Why They Hate Us

The US dropped napalm on civilians and leveled entire cities during the Korean War. That's why North Korea is so hostile to America.

An elderly woman and her grandchild wander among the debris of their wrecked home in the aftermath of an air raid by US planes over Pyongyang. Keystone / Getty Images

Ask many Americans about the Korean War, and they’re apt to tell you it was where the men and women of the 4077th served, where Dick Whitman became Don Draper, or simply that it was a conflict involving Korea. Ask most people in North Korea, and they’re likely to tell you it was an epochal, earth-shaking calamity that left their country a craterous, barren hell and killed at least one of their relatives.

Often, the North Korean leadership’s actions are viewed as those of irrational madmen who know only the language of force. But while the dictatorial nature of the DPRK is unquestionable, the fierce anti-Americanism that sits at the core of the Kim dynasty stems from a clear memory of the US-led war in Korea.

Though serious reporting on it was censored at the time, and today it’s assumed the mantle of the “forgotten war,” living on largely in throwaway pop culture references, the Korean War was a traumatic, foundational event for North Koreans — a first-hand demonstration of both the terrible might of an unleashed US military arsenal, and why the country could never again be caught with its defenses lacking.

A Merciless War

The Korean War managed to kill millions, turn into a proxy conflict between the United States and Soviet Union, and bring the world to the brink of nuclear conflict, all in the span of three years.

Breaking out in June 1950, when the Communist north invaded the anti-Communist south, the war drew in the United States after southern forces quickly collapsed and lost the capital, Seoul. Although Korea was strategically marginal, for the handful of US policymakers determined to involve their country, it was the first Soviet test of US power and prestige in a Cold War world. It ended in stalemate and an uneasy armistice that still exists to this day.

The war upped the ante on airborne devastation, outdoing the already considerable obliteration Allied bombs had visited upon the civilians of the Axis powers during World War II. The world wouldn’t see anything like it again until Vietnam.

The numbers speak for themselves. The 635,000 tons of bombs dropped on Korea over three years exceeded the tonnage of explosives during the entire Pacific theater in World War II. By the end of hostilities, anywhere between two and three million Koreans were dead, missing, or wounded; around 12 to 15 percent of the North’s population had been slain. To put that into perspective, the Soviet Union lost roughly 13 to 14 percent of its pre-war population during World War II; Poland, which suffered the largest casualties, lost around 18 percent.

In other words, US-led forces just about did to North Korea what war and the Holocaust had done to Poland.

The Korean War proved a fertile testing ground for a variety of sadistic new weaponry, including cluster bombs and nerve gas. There’s even evidence that the US military attempted to use biological warfare.

As the war progressed, napalm was deployed in raids on population centers, razing cities and turning the skin of innocent civilians into a blackened, pus-covered membrane. A single raid on Pyongyang on August 29, 1952 saw ten thousand liters of the chemical blanket the city. The whole thing was so unseemly that even Winston Churchill — who had once expressed concern that “psalm-singing uniformed defeatists” would scuttle his plans to “drench” German cities with poison gas during World War II — thought it was too much, calling the devastation “a very great mistake.” By the end of hostilities, the US had coated the country with 32,000 tons of napalm.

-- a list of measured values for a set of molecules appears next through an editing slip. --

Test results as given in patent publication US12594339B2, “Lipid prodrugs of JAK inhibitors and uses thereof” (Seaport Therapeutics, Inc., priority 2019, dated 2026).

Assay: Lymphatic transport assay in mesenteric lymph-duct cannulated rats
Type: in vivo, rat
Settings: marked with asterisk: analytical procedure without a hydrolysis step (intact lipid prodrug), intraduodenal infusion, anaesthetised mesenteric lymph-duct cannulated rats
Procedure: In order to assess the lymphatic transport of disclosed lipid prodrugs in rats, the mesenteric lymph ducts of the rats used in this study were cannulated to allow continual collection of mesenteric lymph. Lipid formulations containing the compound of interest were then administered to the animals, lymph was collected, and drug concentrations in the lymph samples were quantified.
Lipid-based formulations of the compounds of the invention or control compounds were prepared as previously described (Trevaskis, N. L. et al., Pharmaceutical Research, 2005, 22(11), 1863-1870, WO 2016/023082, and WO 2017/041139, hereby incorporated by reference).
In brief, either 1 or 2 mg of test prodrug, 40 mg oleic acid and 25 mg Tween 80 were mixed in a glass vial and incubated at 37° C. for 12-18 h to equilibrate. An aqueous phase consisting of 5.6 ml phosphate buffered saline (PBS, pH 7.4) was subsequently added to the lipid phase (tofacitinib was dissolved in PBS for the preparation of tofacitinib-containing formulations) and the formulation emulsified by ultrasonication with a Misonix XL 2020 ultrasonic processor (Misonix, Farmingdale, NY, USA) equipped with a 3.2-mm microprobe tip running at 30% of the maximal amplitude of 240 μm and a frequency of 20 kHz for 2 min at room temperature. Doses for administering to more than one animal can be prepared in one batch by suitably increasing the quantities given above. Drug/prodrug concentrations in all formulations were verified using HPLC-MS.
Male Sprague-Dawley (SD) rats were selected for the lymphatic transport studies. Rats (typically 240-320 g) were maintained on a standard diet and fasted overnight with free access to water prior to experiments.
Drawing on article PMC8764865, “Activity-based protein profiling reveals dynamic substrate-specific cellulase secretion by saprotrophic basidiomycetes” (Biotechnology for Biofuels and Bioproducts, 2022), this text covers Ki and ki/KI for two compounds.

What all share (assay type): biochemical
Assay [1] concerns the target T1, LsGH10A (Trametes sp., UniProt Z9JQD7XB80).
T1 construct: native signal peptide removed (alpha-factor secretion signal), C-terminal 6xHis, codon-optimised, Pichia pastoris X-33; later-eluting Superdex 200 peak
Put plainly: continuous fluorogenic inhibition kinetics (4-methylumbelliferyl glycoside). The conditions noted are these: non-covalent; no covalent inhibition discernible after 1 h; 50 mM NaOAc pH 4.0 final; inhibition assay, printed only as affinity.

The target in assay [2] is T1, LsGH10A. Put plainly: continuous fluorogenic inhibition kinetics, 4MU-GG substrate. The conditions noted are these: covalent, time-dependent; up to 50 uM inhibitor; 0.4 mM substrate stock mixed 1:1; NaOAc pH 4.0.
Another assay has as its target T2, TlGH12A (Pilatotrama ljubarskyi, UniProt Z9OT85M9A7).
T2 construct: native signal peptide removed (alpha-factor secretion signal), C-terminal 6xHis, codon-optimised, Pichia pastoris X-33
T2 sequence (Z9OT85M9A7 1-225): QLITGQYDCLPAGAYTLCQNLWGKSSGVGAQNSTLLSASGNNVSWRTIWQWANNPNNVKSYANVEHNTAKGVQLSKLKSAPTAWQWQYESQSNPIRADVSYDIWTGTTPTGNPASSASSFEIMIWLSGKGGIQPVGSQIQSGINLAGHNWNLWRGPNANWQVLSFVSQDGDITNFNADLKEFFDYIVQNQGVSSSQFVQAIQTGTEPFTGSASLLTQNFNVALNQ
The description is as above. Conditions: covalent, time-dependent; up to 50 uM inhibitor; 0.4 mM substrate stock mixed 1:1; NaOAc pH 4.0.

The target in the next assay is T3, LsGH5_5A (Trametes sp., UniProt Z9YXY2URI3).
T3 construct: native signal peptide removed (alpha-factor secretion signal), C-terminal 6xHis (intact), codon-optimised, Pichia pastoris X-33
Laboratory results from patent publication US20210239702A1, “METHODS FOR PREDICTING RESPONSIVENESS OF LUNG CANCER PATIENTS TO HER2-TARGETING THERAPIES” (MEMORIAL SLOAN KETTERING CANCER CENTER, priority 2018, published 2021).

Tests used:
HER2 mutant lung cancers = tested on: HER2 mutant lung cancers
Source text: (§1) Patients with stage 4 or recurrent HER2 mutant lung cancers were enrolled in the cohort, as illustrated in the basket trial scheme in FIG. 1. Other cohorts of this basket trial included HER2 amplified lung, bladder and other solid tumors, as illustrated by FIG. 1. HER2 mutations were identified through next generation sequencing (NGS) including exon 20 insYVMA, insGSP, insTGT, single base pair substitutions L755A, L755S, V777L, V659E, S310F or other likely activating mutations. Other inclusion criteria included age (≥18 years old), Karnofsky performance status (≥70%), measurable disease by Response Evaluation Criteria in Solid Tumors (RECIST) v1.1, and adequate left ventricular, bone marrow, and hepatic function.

The use of napalm in civilian areas was just one of the restrictions that was gradually lifted over the course of the war. Mass fire raids and attacks on the country’s hydroelectric power system were also deemed acceptable.

The shift was prompted by China’s entry into the war, and by a change in objectives: by 1951, US forces had given up trying to retake the North and had instead settled on putting the North Koreans through such horrors that they would be forced to negotiate.

As Gen. Matthew Ridgway, the commander of the Eighth Army, explained, the goal was “not the seizure of terrain but the maximum destruction of hostile persons and material at the minimum cost to our forces,” using “the really terrifying strength of our firepower.” Secretary of Defense Robert Lovett gushed that “if we keep on tearing the place apart, we can make it a most unpopular affair for the North Koreans. We ought to go right ahead.”

Attacks quickly became a merciless affair, untethered to any semblance of proportionality or precision. Civilians, combatants — both were fair game. “One thing about napalm,” one pilot recounted, “is that when you’ve hit a village and have seen it go up in flames, you know that you’ve accomplished something. Nothing makes a pilot feel worse than to work over an area and not see that he’s accomplished anything.” Gen. Curtis LeMay recalled a crew member telling him after three squadrons of B-29s left “three blankets of smoke” amid conditions of perfect visibility: “We don’t know what we hit. But whatever it was, we certainly shot the shit out of it.”

Eyewitness accounts testify to the desolation the bombing created. By spring 1951, General Emmett “Rosie” O’Donnell, chief of bomber command, told senators that “almost the entire Korean Peninsula is just a terrible mess. Everything is destroyed. There is nothing standing worthy of the name.” Supreme Court justice William Douglas said the destruction of European cities in World War II paled in comparison to that of North Korea.